Sask Party MLA won't examine how much money was lost in GTH land deal

The deputy chair of the Public Accounts Committee acknowledges the Provincial Auditor may have found the Global Transportation Hub overpaid for land from the private sector. Sask Party MLA Larry Doke admits he doesn't know how much money was lost if any and says he doesn't want to look into it.

Government used its majority to block key GTH land deal players from testifying

Larry Doke is a Saskatchewan Party MLA who serves as the Deputy Chair of the Public Accounts Committee. (Legislative Assembly)

The deputy chair of the Public Accounts Committee acknowledges the Provincial Auditor may have found the Global Transportation Hub overpaid for land from the private sector.

Saskatchewan Party MLA Larry Doke also acknowledges he doesn't know how much taxpayers money the GTH lost — if any — on the deal. 

But when asked if he thought the committee should try to answer that question he told reporters "Not at this point in time. No."

The committee met Tuesday morning to consider the Provincial Auditor's report on the controversial GTH land deal. That report concluded — among other things — the GTH bought 204 acres of land "at a significantly higher price and not in a financially responsible manner." 

NDP wants to question key players

The NDP opposition made a motion to call a series of key players in the GTH land deal to appear before the committee in order to shed light on what went wrong and the eventual consequences.
In 2013, Laurie Pushor was called on by then-GTH minister Bill Boyd to negotiate the purchase of 204 acres of land.

Specifically, they want to question the current and former CEOs of the GTH: Bryan Richards, Chris Dekker and John Law. They also have questions for Laurie Pushor, who is the special advisor who negotiated the GTH land deal for the government. Pushor is now the Deputy Minister of the Economy.

Doke and the Saskatchewan Party majority on the committee said no.

Instead they made a motion to call the current CEO of the GTH and the Deputy Minister of Highways.

Government denies request to question some witnesses

"The rationale would be that the audit was done on the GTH and the Ministry of Highways," said Doke.

"All the others were interviewed by the auditor," he said. A news release from her office said she found no evidence of fraud, wrongdoing or conflict of interest.

The NDP's Cathy Sproule said if the government truly has nothing to hide then it should allow these other key players like Laurie Pushor to testify.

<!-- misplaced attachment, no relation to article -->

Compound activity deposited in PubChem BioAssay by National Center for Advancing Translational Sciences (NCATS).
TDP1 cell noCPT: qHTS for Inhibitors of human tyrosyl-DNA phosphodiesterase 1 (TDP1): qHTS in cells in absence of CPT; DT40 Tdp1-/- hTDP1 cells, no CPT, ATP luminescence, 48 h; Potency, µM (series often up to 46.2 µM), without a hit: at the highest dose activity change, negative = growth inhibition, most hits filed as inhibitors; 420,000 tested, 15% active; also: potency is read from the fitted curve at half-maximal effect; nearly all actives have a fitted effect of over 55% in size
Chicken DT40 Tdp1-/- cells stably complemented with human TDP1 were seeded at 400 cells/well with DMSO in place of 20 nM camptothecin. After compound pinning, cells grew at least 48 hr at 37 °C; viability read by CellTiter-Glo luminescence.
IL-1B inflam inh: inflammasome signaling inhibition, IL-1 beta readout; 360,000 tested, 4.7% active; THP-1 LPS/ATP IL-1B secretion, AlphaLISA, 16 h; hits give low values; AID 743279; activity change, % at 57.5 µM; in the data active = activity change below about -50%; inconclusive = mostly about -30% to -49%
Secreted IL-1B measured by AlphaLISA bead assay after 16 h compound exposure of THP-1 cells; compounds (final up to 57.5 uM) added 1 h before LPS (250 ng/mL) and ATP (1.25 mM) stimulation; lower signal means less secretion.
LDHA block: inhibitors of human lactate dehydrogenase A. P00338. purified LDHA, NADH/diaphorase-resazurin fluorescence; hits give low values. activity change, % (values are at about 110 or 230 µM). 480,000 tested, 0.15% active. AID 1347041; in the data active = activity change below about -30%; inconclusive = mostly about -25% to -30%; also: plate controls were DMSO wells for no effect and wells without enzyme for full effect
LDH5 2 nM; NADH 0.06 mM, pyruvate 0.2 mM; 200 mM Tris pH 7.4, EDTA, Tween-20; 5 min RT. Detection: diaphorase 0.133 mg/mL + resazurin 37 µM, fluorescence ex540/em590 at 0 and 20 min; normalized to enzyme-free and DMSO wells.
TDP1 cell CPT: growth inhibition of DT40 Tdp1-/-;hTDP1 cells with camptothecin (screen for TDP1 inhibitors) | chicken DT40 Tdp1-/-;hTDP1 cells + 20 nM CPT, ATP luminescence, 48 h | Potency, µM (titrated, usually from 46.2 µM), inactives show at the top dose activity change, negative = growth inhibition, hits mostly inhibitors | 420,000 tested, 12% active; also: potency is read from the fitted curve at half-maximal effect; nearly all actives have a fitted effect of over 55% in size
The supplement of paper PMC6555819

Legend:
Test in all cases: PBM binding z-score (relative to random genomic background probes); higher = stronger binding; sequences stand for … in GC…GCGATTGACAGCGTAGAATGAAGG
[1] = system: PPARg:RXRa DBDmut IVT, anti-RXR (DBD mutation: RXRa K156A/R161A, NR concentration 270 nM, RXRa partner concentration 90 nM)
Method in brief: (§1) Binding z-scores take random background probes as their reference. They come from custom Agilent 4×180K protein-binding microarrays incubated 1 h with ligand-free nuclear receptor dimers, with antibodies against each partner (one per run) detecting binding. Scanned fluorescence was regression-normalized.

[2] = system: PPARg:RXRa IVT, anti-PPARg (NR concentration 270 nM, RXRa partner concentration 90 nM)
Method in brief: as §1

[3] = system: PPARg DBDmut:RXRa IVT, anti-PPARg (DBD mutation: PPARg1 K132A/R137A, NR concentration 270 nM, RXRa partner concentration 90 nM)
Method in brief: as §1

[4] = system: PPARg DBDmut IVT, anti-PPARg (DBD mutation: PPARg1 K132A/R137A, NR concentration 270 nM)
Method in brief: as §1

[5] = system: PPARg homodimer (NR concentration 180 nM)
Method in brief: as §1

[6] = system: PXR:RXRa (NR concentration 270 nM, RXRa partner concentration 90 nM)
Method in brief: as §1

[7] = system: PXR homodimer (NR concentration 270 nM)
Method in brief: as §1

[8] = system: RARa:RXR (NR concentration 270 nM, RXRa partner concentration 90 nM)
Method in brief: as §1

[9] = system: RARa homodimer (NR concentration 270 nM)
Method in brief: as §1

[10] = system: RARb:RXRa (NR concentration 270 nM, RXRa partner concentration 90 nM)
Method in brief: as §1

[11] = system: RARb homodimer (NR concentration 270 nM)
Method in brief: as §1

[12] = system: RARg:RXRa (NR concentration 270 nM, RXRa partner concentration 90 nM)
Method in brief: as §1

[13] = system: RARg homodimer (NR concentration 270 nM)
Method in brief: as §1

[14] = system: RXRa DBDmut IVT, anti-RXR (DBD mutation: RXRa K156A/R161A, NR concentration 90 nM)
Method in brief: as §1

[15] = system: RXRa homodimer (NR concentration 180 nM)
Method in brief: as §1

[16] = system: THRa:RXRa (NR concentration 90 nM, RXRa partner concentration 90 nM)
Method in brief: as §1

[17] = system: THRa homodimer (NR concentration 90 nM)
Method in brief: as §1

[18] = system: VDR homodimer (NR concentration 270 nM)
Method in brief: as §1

"It's obviously very frustrating when we can't get [Deputy Minister] Mr. Pushor in front of the committee and ask the questions of him that we feel is appropriate for the official opposition to do," said Sproule.

"The auditor did her job. She did a very good job. Now it's our turn to do our job and we're being prohibited from doing that."
The NDP's Cathy Sproule says there are many unanswered questions about the GTH land deal that still must be explored. (Joshua Vogt/CBC)

Doke doubts there's much more to be learned by further questioning.

"The questions I think that were proposed today by the opposition were clearly answered in my opinion and I think all we have to do is deal with the recommendations."

The auditor made 10 recommendations to the GTH and the Ministry of Highways and the government says it's well on the way to addressing them.

NDP says many questions remain

But Sproule points out that the auditor's report was a process audit, not a forensic audit, and therefore didn't get to the heart of some issues.

"Our job is not limited to any words that come from  an auditor's report and certainly our job is to raise questions that result from an auditor's report," said Sproule. "So it is too cute by half for the deputy chair of the committee of public accounts to suggest that the auditor's word is the final word on anything."

For example, she pointed out that the auditor didn't talk to any of the private landowners involved in the deals. She also flags the fact that the auditor herself mentioned that the government often failed to document key parts of the GTH transactions.

The NDP said it will continue to push for the opportunity to question witnesses.

While both sides agreed to call the current CEO of the GTH and the Deputy Minister of Highways to testify, it's not clear when that will happen.